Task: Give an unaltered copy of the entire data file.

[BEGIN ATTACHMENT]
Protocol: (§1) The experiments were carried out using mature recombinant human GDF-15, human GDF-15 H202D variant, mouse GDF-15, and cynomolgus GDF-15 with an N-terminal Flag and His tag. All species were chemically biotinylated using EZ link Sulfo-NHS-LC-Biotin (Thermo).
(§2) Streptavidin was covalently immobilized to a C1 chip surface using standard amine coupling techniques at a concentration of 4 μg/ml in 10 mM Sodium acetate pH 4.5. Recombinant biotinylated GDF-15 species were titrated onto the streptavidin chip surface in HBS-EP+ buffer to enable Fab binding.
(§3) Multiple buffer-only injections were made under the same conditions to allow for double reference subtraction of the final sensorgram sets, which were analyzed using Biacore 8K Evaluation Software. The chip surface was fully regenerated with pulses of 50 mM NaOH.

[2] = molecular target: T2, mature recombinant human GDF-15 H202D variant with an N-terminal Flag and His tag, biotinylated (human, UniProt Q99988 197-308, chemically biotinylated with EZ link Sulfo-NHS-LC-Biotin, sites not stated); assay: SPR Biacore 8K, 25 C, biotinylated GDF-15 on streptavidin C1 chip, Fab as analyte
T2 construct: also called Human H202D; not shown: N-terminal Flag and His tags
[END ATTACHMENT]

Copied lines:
Protocol: (§1) The experiments were carried out using mature recombinant human GDF-15, human GDF-15 H202D variant, mouse GDF-15, and cynomolgus GDF-15 with an N-terminal Flag and His tag. All species were chemically biotinylated using EZ link Sulfo-NHS-LC-Biotin (Thermo).
(§2) Streptavidin was covalently immobilized to a C1 chip surface using standard amine coupling techniques at a concentration of 4 μg/ml in 10 mM Sodium acetate pH 4.5. Recombinant biotinylated GDF-15 species were titrated onto the streptavidin chip surface in HBS-EP+ buffer to enable Fab binding.
(§3) Multiple buffer-only injections were made under the same conditions to allow for double reference subtraction of the final sensorgram sets, which were analyzed using Biacore 8K Evaluation Software. The chip surface was fully regenerated with pulses of 50 mM NaOH.

[2] = molecular target: T2, mature recombinant human GDF-15 H202D variant with an N-terminal Flag and His tag, biotinylated (human, UniProt Q99988 197-308, chemically biotinylated with EZ link Sulfo-NHS-LC-Biotin, sites not stated); assay: SPR Biacore 8K, 25 C, biotinylated GDF-15 on streptavidin C1 chip, Fab as analyte
T2 construct: also called Human H202D; not shown: N-terminal Flag and His tags